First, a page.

Making a Fire Safety and Fire Escape Plan
Fire Safety Plan
Having a Fire Safety Plan is required by the Manitoba Fire Code for any building requiring a fire alarm system. When writing your Fire Safety Plan, you should ensure that you are following the requirements set out in the Manitoba Fire Code, and that you review your Fire Safety Plan no less than once per year.
A copy of your Fire Safety Plan should be kept in your building where it can be easily found and brought out in the event of a fire to assist the firefighters.
Fire Escape Plan
For buildings not requiring a Fire Safety Plan, it is important that you take the time to make up a Fire Escape Plan. In the event of a fire, having a Fire Escape Plan can help you and your family to safely exit the home and ensure that you stay safe while leaving the burning building and have a safe place to call emergency services from. Making a Fire Escape Plan as a family can help to teach children what do to in the event of a fire.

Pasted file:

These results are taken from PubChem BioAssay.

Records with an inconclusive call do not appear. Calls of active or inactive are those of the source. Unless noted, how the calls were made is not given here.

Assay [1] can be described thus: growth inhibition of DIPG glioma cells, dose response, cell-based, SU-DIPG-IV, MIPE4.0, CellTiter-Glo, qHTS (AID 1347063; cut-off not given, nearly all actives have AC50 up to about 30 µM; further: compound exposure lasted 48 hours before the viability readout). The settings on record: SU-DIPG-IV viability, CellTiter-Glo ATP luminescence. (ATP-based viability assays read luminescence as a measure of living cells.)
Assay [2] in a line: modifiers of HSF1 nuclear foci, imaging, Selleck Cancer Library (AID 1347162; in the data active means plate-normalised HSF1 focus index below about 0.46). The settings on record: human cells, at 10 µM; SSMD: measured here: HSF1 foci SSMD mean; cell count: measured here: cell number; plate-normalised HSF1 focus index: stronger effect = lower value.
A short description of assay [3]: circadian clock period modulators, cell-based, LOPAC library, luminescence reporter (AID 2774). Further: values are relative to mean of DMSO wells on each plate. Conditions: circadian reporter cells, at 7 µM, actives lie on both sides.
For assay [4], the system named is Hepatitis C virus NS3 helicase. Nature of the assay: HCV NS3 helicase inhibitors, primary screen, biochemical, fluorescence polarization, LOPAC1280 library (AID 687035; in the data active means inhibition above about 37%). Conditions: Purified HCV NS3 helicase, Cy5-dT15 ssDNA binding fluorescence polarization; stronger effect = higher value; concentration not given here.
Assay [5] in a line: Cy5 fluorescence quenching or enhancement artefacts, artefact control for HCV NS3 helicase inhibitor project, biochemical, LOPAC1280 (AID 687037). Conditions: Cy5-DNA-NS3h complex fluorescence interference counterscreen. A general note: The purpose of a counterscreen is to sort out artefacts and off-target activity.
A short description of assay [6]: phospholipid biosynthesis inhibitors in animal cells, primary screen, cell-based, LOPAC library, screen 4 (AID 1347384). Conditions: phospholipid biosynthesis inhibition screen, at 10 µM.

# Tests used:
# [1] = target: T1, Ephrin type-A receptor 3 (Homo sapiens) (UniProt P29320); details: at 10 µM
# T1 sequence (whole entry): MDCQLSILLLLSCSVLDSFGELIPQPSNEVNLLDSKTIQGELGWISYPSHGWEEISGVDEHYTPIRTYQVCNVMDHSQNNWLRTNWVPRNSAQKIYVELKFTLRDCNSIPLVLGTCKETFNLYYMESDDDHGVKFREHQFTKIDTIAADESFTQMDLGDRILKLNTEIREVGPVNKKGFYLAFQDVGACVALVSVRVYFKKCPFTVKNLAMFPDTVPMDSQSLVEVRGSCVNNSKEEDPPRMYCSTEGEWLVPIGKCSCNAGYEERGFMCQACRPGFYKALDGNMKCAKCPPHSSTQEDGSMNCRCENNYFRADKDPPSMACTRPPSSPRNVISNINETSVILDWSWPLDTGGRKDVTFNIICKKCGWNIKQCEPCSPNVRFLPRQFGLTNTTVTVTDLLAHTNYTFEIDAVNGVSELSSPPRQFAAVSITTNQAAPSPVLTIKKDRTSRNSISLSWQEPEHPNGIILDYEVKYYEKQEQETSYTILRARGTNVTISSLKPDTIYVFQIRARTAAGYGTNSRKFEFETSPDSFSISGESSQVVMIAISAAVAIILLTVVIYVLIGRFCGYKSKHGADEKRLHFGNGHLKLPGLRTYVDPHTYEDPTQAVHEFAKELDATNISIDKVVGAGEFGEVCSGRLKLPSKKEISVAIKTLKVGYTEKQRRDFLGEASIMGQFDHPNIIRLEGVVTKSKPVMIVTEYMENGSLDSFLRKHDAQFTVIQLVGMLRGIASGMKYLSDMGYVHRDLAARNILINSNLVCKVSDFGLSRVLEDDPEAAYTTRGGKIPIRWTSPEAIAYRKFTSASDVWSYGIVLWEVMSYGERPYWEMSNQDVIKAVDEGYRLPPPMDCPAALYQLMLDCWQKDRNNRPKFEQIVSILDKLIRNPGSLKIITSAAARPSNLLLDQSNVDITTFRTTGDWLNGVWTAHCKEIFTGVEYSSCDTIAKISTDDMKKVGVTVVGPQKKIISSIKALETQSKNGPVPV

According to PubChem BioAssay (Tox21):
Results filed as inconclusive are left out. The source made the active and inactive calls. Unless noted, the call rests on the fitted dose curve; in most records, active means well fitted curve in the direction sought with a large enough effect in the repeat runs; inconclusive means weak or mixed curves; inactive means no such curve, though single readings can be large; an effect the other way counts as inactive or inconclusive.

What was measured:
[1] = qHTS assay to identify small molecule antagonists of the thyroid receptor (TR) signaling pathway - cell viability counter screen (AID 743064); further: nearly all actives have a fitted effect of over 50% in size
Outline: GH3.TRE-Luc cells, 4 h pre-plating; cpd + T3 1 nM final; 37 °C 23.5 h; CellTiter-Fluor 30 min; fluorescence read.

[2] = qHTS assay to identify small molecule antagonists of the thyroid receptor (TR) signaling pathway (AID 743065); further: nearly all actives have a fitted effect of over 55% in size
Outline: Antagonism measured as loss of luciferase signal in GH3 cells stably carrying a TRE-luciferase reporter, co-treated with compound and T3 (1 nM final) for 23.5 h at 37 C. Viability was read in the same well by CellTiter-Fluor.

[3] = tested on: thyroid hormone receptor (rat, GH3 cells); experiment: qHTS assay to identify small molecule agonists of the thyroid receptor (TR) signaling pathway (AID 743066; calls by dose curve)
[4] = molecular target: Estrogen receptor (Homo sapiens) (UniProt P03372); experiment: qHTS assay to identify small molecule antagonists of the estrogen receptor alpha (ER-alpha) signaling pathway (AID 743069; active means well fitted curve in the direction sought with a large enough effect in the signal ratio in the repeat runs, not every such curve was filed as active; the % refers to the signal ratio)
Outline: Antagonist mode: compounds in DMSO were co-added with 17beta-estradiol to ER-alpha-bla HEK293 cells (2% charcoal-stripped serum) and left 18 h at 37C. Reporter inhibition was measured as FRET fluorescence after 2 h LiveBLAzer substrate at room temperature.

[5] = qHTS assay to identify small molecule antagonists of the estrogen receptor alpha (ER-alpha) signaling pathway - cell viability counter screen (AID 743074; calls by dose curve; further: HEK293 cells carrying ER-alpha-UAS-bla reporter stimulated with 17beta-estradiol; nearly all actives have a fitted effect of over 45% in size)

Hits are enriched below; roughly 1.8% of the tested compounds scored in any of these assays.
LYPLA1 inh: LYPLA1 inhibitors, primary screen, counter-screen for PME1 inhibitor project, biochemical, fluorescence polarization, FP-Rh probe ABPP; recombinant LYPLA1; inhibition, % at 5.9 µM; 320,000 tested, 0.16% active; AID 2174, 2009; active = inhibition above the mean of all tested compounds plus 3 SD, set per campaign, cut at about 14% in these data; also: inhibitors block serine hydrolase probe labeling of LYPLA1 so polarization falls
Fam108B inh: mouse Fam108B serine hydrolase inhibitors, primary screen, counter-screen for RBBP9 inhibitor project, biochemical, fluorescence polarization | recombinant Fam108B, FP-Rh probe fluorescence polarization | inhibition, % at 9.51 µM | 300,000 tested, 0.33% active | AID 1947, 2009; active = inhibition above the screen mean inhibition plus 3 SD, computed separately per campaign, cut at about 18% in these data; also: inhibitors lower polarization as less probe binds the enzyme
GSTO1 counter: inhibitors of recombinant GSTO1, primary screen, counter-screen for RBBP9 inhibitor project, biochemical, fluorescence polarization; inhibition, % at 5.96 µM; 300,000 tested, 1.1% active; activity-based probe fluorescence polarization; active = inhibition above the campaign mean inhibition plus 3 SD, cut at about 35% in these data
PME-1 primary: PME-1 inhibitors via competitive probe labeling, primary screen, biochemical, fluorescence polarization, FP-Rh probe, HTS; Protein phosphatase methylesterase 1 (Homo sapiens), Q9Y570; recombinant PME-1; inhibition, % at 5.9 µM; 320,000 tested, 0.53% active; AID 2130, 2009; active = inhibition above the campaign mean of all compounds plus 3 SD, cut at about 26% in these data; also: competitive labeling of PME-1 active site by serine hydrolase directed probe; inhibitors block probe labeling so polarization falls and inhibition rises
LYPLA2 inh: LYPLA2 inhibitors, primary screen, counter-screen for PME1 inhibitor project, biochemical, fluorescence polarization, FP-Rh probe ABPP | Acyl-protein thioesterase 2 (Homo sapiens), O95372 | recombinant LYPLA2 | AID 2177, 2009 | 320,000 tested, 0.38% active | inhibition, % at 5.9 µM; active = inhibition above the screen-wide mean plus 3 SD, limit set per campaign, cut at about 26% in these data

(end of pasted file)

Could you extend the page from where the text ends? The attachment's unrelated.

A child-friendly guide on how to make a Fire Escape Plan can be found Here.
Smoke Alarm Tests
Smoke alarms should be tested at least once a year and should be replaced as soon as possible when they begin to fail. A good opportunity with a consistent time each year is when you are changing your clocks for daylight savings – check all your alarms at the same time.
Signs of a failing smoke alarm include:
- Going off intermittently for no reason
- Random chirping, even after replacing the battery
- The test button fails to operate the alarm
- The last battery you installed in your smoke alarm lasted less than one year
- Your smoke alarm is more sensitive to burning food, cooking smoke, and humidity
Smoke alarms should be replaced as soon as they begin to fail, or after ten years, whichever comes sooner.